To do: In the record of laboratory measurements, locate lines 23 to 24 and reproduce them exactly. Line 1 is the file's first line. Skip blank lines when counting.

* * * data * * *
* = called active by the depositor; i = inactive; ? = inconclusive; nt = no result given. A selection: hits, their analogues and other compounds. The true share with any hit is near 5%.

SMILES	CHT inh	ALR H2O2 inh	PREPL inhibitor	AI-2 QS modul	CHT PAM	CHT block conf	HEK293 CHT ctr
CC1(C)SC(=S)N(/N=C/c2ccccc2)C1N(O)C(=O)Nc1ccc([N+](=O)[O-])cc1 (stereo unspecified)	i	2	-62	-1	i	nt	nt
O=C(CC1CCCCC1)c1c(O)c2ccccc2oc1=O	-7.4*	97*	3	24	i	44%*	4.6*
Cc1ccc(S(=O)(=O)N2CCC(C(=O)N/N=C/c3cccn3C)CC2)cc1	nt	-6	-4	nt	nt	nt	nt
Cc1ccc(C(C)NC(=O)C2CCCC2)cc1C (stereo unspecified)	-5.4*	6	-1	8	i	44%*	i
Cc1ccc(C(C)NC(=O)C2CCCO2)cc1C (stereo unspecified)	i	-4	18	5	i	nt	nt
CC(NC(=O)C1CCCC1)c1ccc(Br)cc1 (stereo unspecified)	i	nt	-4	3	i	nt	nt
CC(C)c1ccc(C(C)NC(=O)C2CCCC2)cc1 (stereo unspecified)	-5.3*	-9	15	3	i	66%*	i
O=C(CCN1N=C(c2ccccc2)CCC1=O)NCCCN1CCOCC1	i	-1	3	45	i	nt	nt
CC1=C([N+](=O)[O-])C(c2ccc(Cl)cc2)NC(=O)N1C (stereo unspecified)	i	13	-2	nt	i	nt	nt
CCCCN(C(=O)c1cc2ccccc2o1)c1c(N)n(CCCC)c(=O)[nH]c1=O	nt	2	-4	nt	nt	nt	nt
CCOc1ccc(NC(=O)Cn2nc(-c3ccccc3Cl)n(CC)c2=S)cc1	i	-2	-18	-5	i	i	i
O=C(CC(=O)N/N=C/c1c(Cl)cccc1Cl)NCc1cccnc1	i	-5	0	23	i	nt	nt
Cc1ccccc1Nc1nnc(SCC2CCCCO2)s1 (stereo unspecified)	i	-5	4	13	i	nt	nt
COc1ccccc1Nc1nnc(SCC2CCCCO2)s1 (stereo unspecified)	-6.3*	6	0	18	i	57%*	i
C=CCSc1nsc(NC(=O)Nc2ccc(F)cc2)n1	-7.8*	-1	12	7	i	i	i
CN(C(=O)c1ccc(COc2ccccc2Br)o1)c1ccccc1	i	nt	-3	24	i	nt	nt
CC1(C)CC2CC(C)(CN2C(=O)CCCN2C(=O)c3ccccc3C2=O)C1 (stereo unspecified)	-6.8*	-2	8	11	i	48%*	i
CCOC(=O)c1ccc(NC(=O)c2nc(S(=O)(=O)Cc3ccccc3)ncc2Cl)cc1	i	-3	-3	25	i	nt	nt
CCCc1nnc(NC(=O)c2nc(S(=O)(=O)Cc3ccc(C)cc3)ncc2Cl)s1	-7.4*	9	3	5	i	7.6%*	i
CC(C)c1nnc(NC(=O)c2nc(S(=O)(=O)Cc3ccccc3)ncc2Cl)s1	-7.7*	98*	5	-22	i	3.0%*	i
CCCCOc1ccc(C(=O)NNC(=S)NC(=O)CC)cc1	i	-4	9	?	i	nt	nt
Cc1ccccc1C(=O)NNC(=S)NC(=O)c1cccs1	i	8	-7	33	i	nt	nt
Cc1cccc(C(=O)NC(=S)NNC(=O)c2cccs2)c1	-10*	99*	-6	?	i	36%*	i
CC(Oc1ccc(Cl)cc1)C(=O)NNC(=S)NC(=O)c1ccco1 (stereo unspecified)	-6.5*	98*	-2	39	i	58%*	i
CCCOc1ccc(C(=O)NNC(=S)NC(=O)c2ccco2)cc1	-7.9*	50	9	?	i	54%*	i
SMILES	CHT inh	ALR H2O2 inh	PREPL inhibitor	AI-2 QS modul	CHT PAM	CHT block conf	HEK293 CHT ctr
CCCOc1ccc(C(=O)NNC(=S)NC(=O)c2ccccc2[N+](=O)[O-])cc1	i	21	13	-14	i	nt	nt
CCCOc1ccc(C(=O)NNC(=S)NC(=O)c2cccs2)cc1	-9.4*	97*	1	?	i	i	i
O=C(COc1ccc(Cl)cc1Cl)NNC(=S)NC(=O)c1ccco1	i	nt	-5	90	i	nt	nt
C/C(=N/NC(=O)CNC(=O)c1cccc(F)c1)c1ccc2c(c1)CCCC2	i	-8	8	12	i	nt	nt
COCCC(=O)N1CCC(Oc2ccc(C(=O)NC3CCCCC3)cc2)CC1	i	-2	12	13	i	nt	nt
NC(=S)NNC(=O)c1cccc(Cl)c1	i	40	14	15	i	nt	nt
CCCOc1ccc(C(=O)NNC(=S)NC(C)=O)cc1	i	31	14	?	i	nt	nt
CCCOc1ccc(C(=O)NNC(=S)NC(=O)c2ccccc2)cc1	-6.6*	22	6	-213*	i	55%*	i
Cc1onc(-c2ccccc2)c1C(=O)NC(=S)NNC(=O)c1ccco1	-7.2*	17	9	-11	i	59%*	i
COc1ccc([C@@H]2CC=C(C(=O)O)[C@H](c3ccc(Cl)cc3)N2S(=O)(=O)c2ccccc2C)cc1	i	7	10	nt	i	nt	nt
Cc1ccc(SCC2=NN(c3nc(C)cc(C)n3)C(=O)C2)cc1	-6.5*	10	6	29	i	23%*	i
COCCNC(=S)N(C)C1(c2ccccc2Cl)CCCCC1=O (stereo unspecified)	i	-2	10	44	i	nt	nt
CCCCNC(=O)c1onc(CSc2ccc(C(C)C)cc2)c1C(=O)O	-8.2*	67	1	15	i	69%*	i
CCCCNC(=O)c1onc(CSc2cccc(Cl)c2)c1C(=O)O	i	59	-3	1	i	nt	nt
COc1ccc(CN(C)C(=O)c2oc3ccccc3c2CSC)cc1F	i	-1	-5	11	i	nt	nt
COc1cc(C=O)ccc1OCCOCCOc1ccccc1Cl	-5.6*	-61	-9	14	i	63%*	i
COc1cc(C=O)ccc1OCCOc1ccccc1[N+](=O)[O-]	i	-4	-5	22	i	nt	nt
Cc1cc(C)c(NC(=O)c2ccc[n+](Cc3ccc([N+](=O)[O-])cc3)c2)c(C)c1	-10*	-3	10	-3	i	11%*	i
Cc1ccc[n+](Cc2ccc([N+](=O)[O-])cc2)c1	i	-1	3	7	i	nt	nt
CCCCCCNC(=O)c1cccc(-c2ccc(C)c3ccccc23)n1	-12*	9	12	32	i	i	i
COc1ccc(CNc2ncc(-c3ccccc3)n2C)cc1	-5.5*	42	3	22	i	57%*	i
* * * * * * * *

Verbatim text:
CCCCOc1ccc(C(=O)NNC(=S)NC(=O)CC)cc1	i	-4	9	?	i	nt	nt
Cc1ccccc1C(=O)NNC(=S)NC(=O)c1cccs1	i	8	-7	33	i	nt	nt